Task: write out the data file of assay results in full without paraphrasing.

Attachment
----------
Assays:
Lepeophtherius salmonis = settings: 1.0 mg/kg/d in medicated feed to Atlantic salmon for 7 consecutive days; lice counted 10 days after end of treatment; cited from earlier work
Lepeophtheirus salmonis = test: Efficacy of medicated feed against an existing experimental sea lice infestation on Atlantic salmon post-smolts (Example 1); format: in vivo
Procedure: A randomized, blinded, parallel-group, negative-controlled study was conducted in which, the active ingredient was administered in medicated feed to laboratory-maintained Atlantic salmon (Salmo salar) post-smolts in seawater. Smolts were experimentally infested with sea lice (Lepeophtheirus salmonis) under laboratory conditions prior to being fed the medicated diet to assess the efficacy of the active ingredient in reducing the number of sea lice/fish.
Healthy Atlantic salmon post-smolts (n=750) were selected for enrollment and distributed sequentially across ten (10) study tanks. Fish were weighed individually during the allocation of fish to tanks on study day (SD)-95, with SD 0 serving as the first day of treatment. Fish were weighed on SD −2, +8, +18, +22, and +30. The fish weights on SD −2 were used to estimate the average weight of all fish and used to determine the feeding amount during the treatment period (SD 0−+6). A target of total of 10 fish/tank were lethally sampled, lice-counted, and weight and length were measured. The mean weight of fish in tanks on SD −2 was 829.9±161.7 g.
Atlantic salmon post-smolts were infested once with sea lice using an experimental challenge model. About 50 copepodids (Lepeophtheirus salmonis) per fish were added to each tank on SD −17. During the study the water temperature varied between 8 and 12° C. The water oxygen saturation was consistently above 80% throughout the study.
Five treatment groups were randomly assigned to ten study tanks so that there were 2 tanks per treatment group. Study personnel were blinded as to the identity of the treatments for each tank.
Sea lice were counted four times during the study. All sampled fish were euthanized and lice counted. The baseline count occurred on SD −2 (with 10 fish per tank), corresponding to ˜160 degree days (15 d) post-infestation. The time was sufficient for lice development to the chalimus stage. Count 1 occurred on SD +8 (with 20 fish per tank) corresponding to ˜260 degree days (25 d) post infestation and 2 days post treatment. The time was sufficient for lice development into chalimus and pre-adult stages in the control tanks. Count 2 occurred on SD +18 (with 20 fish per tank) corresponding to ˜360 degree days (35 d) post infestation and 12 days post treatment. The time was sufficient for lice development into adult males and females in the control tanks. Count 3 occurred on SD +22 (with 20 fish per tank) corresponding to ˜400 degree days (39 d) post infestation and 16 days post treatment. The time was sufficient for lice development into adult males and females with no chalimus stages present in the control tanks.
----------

Assays:
Lepeophtherius salmonis = settings: 1.0 mg/kg/d in medicated feed to Atlantic salmon for 7 consecutive days; lice counted 10 days after end of treatment; cited from earlier work
Lepeophtheirus salmonis = test: Efficacy of medicated feed against an existing experimental sea lice infestation on Atlantic salmon post-smolts (Example 1); format: in vivo
Procedure: A randomized, blinded, parallel-group, negative-controlled study was conducted in which, the active ingredient was administered in medicated feed to laboratory-maintained Atlantic salmon (Salmo salar) post-smolts in seawater. Smolts were experimentally infested with sea lice (Lepeophtheirus salmonis) under laboratory conditions prior to being fed the medicated diet to assess the efficacy of the active ingredient in reducing the number of sea lice/fish.
Healthy Atlantic salmon post-smolts (n=750) were selected for enrollment and distributed sequentially across ten (10) study tanks. Fish were weighed individually during the allocation of fish to tanks on study day (SD)-95, with SD 0 serving as the first day of treatment. Fish were weighed on SD −2, +8, +18, +22, and +30. The fish weights on SD −2 were used to estimate the average weight of all fish and used to determine the feeding amount during the treatment period (SD 0−+6). A target of total of 10 fish/tank were lethally sampled, lice-counted, and weight and length were measured. The mean weight of fish in tanks on SD −2 was 829.9±161.7 g.
Atlantic salmon post-smolts were infested once with sea lice using an experimental challenge model. About 50 copepodids (Lepeophtheirus salmonis) per fish were added to each tank on SD −17. During the study the water temperature varied between 8 and 12° C. The water oxygen saturation was consistently above 80% throughout the study.
Five treatment groups were randomly assigned to ten study tanks so that there were 2 tanks per treatment group. Study personnel were blinded as to the identity of the treatments for each tank.
Sea lice were counted four times during the study. All sampled fish were euthanized and lice counted. The baseline count occurred on SD −2 (with 10 fish per tank), corresponding to ˜160 degree days (15 d) post-infestation. The time was sufficient for lice development to the chalimus stage. Count 1 occurred on SD +8 (with 20 fish per tank) corresponding to ˜260 degree days (25 d) post infestation and 2 days post treatment. The time was sufficient for lice development into chalimus and pre-adult stages in the control tanks. Count 2 occurred on SD +18 (with 20 fish per tank) corresponding to ˜360 degree days (35 d) post infestation and 12 days post treatment. The time was sufficient for lice development into adult males and females in the control tanks. Count 3 occurred on SD +22 (with 20 fish per tank) corresponding to ˜400 degree days (39 d) post infestation and 16 days post treatment. The time was sufficient for lice development into adult males and females with no chalimus stages present in the control tanks.